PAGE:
So what did I learn from this experience?
As some wise internet meme once said, "Mistakes are meant for learning, not repeating." I certainly learned a great deal from this soapy disaster, and have learned how to avoid the problems next time. I am looking very forward to that next time!
One of the things you will learn when you make soap is that there will inevitably, at some point, be a disaster. It's not really a matter of if, so much as it is a matter of when. This past Monday was my when. Sure, I've messed up before - I overcooked my first batch of hot process soap and had to shred it down, add more oil and try again. I've used accelerating fragrances and colors, and ended up with lumpy blumpies all in the middle of my soap...But those weren't really a disaster, so much as they were oopses.
Monday, though....Monday was a disaster (at least my unluckiest day so far). Could it have been worse? Yes! At least I didn't add too much sugar and end up with a caustic volcano (I am aware that I'm completely jinxing myself right now, and that at some point a caustic volcano of death will heave itself onto my kitchen counter). So what DID happen, you say? Well, pull up a seat and grab a cup of tea, I am here to tell you - And teach you what not to do to repeat my mistake should you attempt something similar!
This story begins, as many do, when I was a child. I think I was about 4 or 5 when my PopPop died and left my MawMaw behind. What does this have to do with soap? Just stay with me. Anyway, after my PopPop died, my MawMaw frequented the Senior Center in town to play cards, sing music in chorale, play board games, and generally socialize. It was there that she met Marvin - I believe while playing bridge. They fast fell for each other, and soon they were inseparable. Marvin courted MawMaw until the day she died.
Every day during that courtship, Marvin brought my MawMaw freshly cut roses from the amazing rose garden he grew in his back yard. He had all different colors, varieties, scents - you name it - Marvin had it. He loved his garden like he loved my MawMaw, and the freshly cut roses on her kitchen table every day were a beautiful reminder of that. Sadly, my MawMaw died when I was 11 years old, and Marvin was with her at the time. He was so heartbroken by it all that we never really saw him after that - it was too painful for him (Marvin was a widower himself when he met MawMaw). I imagine by now, he has passed away. I saw him once when I was 18 at a local event, but that was the last time (and it was a decade ago).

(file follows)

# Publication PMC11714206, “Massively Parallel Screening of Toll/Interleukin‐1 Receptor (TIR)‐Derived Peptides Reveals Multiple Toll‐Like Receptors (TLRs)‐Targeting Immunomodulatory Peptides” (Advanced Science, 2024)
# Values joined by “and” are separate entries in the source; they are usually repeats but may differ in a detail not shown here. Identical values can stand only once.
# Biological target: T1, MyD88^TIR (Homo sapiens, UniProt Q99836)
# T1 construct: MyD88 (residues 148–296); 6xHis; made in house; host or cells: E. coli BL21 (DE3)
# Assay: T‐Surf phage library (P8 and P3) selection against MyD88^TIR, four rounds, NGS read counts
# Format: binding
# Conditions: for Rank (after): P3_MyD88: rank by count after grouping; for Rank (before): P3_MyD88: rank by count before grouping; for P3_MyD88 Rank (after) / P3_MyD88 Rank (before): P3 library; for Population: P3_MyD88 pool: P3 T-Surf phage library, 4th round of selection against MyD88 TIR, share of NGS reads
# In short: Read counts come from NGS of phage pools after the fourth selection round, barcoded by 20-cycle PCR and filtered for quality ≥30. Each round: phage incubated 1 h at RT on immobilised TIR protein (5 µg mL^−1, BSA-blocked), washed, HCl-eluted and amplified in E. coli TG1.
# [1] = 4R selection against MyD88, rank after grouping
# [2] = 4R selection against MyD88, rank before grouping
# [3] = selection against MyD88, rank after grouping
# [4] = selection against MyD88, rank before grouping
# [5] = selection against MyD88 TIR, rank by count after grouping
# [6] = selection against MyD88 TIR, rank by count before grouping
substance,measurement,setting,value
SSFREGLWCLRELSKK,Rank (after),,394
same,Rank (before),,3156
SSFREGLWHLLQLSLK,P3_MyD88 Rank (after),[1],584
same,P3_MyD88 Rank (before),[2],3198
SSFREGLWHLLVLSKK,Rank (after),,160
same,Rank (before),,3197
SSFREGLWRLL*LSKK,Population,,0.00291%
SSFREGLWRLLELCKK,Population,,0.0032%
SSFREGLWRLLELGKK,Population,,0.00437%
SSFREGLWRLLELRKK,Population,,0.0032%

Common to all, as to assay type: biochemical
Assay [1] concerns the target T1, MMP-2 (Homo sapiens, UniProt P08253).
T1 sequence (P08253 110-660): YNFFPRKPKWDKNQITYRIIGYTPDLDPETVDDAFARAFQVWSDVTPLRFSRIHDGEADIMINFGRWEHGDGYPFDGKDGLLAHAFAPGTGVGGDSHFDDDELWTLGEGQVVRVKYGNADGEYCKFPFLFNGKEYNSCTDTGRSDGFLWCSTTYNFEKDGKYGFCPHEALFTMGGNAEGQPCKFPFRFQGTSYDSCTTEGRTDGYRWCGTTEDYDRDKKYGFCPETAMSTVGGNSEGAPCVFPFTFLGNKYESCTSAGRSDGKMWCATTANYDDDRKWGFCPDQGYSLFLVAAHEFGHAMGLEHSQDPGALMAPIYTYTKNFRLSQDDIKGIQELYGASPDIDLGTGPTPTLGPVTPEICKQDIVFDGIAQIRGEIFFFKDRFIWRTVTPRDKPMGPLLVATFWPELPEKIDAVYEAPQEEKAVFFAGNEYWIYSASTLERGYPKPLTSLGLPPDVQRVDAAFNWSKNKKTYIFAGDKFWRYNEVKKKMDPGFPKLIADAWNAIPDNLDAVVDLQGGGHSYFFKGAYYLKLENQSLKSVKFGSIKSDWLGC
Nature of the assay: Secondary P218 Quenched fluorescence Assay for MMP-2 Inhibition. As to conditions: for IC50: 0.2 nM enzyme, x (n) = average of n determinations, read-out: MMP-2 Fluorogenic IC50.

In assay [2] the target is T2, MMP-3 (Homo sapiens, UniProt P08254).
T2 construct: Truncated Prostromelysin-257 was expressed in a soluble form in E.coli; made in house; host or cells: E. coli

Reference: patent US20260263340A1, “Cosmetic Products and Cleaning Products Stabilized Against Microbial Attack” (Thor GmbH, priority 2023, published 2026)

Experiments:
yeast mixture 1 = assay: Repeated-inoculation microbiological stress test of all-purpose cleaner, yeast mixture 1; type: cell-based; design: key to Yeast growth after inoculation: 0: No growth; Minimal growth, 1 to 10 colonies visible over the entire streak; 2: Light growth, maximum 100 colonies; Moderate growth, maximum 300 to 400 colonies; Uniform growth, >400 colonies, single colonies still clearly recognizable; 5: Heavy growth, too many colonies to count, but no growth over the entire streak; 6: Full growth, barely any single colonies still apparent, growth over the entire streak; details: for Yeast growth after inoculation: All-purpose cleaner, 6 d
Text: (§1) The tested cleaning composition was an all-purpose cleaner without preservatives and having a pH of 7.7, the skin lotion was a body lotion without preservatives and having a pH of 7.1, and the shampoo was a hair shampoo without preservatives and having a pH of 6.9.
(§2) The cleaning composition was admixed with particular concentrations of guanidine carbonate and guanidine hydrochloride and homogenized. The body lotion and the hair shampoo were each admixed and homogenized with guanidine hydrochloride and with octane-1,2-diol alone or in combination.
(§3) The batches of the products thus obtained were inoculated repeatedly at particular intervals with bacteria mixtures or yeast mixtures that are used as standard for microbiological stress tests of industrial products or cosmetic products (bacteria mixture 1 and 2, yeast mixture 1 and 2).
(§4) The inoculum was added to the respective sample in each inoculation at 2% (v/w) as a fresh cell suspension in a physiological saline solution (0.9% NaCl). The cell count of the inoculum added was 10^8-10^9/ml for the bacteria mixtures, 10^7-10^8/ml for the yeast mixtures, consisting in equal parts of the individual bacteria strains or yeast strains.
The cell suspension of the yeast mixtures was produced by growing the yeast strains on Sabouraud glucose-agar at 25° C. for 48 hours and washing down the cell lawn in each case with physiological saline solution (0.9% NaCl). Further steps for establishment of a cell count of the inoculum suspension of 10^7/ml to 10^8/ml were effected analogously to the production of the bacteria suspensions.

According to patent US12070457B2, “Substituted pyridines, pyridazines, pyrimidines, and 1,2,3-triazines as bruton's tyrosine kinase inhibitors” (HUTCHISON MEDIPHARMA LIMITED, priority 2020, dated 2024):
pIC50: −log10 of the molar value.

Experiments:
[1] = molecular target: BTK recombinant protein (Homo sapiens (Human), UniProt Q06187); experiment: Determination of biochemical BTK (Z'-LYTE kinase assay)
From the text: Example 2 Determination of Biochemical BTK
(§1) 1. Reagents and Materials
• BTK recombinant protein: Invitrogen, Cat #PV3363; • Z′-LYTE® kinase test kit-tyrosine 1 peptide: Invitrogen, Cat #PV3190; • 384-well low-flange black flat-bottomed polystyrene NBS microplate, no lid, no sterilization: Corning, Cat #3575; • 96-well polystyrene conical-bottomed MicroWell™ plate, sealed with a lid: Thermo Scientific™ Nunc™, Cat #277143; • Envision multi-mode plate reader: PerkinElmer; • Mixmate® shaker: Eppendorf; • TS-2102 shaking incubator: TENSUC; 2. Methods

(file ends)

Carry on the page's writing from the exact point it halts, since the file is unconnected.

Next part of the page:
So, how does this translate into soap?
Last weekend, I was organizing my soap supplies, and was going through some of my sample fragrances (I may have ordered about a million fragrance samplers when I first started so I wouldn't have to commit to one bottle at a time) - three of which were White Rose. I'm not a big floral person, but I thought to myself - you know, a rose garden type bar of soap could be really nice for some people, and hey, it's spring time. Then it hit me - all the memories of Marvin and his garden, and I realized I wanted to make a special soap to pay homage to that childhood memory of such an amazing man who treated my grandmother so wonderfully in her last years of life.